Date: 7pm, Wednesday, 14 October 2020
As the internet grows into every corner of our lives, so too does pervasive surveillance within it. Your activity can be intercepted, analysed, and abused by many interested parties, from credit card thieves to abusive nation-states. The privacy implications of everything being networked in this way are enormous, and in most cases very poorly understood by the general public. Worse, unscrupulous and incompetent vendors take advantage of this confusion, and peddle white-labelled security snake-oil that gives users a false sense of security.
A better option for defending yourself from such surveillance is the use of the Tor network, which routes your internet traffic through multiple computers on the internet in such a way that your privacy is protected. Tom will explain the basics of how Tor works, and list some of the benefits and caveats in using it.
$2 gold coin donation.
Chair: John Flower
Speaker: Tom Ryder
- General Business
Tea, coffee, biscuits, and solving the world’s problems.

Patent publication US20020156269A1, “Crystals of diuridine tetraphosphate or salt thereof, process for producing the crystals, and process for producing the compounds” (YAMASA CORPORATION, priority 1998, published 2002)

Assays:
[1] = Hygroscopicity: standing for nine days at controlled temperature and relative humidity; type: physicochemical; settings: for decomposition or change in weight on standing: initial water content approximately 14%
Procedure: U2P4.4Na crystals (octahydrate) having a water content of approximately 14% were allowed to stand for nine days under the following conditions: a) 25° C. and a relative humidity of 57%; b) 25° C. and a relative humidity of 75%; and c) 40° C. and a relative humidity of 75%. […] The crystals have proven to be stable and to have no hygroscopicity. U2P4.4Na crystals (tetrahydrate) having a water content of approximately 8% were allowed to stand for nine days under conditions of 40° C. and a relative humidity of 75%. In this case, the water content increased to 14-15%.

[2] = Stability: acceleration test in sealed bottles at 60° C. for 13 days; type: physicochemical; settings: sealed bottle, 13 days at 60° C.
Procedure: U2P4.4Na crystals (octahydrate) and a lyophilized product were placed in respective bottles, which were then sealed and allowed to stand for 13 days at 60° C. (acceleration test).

- Doors close
2 thoughts on “October: A rocky outcrop.”
A couple of elderly gentlemen from Julia Wallace Retirement Village (next-door to the Milson Community Centre) would like to attend the October session, just to meet a few of you. We are interested in starting a (small!) group for getting into Pi-based projects in the village
Great meeting tonight folks, thank you. Here are the slides for my talk: https://sanctum.geek.nz/presentations/tor-anonymity-network.pdf
Here’s a list of Tor exit nodes (1,733 at this time): https://check.torproject.org/torbulkexitlist
Here are the TICSA rules describing what intercept capability ISPs need to have in New Zealand: https://www.ncsc.govt.nz/ticsa/
Here’s the open source implementation of lawful intercept software I mentioned, OpenLI: https://openli.nz/